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Re: What is the FASTEST Computer Language? 45 Languages Tested!
« Reply #18 on: July 31, 2021, 08:01:11 pm »
This needs mode objfpc or objdelphi to work.

Or passing -Sc option to the compiler.

That's strange, since the program as I gave it didn't originally need anything like that... and I did supply the commandlines etc. that I was using.

Does 3.2 change the default?

MarkMLl

Huh, I just tested your program without change and compile it with fpc 3.2.0.:

Code: Bash  [Select][+][-]
  1. $ fpc sinx2area.pas

 and indeed it compiles without problems.
So sorry for my post, it is not relevant.

@ BobDog, here on Linux 64 with fpc 3.2.0 it works without any change.
« Last Edit: July 31, 2021, 08:02:46 pm by Fred vS »
I use Lazarus 2.0.6 32/64 and FPC 3.2.0 32/64 on Debian 10.2 64 bit, Windows 10, Windows 7 32/64, Windows XP 32,  FreeBSD 64 and Mac OS X Snow Leopard 32.
Widgetset: fpGUI, MSEgui, Win32, GTK2, Qt, Carbon.

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https://gitlab.com/fredvs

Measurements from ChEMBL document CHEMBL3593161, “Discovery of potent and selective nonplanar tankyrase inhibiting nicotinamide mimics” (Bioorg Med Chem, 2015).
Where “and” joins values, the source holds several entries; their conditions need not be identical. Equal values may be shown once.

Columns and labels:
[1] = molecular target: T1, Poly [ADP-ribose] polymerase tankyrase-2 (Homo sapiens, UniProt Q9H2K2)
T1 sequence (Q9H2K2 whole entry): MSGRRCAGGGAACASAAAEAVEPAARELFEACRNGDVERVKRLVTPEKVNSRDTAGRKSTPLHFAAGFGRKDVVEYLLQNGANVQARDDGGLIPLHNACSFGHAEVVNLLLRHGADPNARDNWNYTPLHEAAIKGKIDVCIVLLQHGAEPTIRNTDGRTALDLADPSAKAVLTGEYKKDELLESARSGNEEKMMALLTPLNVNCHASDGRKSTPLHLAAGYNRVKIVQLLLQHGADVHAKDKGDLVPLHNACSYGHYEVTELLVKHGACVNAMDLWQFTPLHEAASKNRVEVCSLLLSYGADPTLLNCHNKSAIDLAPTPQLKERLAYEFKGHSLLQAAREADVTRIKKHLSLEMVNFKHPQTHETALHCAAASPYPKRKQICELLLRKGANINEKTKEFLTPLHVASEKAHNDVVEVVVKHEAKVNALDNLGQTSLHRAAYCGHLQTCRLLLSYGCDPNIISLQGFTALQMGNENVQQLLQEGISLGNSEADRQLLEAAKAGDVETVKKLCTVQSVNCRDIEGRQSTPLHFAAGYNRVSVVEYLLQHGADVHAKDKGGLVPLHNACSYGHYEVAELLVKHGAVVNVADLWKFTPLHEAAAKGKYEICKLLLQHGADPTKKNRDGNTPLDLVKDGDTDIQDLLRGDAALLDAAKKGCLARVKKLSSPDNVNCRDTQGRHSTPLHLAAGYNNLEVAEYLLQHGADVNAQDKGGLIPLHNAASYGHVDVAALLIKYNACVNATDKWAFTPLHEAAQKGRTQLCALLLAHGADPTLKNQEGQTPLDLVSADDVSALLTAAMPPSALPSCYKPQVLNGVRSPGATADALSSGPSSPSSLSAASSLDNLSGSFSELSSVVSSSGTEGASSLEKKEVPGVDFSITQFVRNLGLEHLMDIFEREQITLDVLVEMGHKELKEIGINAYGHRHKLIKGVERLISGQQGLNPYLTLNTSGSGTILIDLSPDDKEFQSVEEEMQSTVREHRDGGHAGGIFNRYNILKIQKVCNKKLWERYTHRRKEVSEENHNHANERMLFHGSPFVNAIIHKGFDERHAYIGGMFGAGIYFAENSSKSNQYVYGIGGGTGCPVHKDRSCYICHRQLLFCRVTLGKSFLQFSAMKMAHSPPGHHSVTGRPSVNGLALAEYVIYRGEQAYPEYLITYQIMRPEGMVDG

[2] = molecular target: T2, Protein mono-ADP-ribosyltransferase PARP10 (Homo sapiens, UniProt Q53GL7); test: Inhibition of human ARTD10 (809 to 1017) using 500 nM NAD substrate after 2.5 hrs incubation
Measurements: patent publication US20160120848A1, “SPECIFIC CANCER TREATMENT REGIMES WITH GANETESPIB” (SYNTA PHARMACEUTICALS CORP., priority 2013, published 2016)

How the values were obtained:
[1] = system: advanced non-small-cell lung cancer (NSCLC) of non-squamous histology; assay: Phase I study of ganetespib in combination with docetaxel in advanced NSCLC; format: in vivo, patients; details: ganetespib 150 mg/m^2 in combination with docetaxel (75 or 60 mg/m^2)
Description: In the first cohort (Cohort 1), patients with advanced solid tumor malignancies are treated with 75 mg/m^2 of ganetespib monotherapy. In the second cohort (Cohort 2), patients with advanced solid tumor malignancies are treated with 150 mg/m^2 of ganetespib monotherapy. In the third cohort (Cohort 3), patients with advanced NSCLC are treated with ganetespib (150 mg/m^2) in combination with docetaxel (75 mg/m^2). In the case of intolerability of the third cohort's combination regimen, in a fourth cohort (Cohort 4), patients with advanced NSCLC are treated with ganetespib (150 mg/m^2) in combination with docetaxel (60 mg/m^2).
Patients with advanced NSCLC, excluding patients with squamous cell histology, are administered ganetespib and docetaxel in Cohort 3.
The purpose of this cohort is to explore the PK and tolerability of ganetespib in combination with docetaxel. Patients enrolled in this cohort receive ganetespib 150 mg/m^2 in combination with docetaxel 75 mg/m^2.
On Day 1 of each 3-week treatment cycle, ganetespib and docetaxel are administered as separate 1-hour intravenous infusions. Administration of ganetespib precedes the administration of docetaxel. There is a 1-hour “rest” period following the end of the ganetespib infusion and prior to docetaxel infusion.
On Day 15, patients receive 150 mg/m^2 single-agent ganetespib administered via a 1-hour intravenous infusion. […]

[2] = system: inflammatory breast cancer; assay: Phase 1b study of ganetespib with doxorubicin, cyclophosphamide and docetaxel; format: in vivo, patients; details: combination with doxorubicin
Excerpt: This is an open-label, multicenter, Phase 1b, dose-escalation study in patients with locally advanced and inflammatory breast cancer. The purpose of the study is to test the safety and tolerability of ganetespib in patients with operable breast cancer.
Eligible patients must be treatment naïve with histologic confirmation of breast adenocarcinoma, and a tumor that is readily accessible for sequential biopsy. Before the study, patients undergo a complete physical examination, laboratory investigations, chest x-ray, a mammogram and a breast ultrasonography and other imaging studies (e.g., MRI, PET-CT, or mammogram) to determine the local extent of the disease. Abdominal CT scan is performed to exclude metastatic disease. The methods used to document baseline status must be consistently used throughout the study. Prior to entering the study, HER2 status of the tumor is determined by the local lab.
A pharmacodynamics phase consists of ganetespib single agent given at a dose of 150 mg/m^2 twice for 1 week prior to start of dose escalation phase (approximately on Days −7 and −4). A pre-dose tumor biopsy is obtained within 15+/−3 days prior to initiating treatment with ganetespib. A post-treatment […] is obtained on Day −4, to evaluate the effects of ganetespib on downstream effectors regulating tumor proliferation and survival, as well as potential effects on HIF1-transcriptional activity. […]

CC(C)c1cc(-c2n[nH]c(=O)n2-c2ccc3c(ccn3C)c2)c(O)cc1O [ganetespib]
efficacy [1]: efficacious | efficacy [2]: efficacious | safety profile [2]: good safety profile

MarkMLl

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Re: What is the FASTEST Computer Language? 45 Languages Tested!
« Reply #19 on: July 31, 2021, 10:05:12 pm »
So sorry for my post, it is not relevant.

@ BobDog, here on Linux 64 with fpc 3.2.0 it works without any change.

No apology needed from you, I assure you.

MarkMLl
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Kays

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Re: What is the FASTEST Human Language? 45 Languages Tested!
« Reply #20 on: July 31, 2021, 10:17:56 pm »
[…]
with version 3.2.2 (and 3.2.0) num+=1 is not allowed.
You should use num:=num+1;
perhaps there is a switch to enable +=, but you have not provided it.
Yes, there is a compiler switch called {$cOperators}. By default it’s off, but in the standard fpc.cfg(5) located at /etc/fpc.cfg there is a line
Code: Bash  [Select][+][-]
  1. # Allow goto, inline, C-operators, C-vars
  2. -Sgic

[…] Or passing -Sc option to the compiler.
That's strange, since the program as I gave it didn't originally need anything like that... and I did supply the commandlines etc. that I was using.

Does 3.2 change the default? […]
No. Confer another thread on C-style assignments from earlier this month: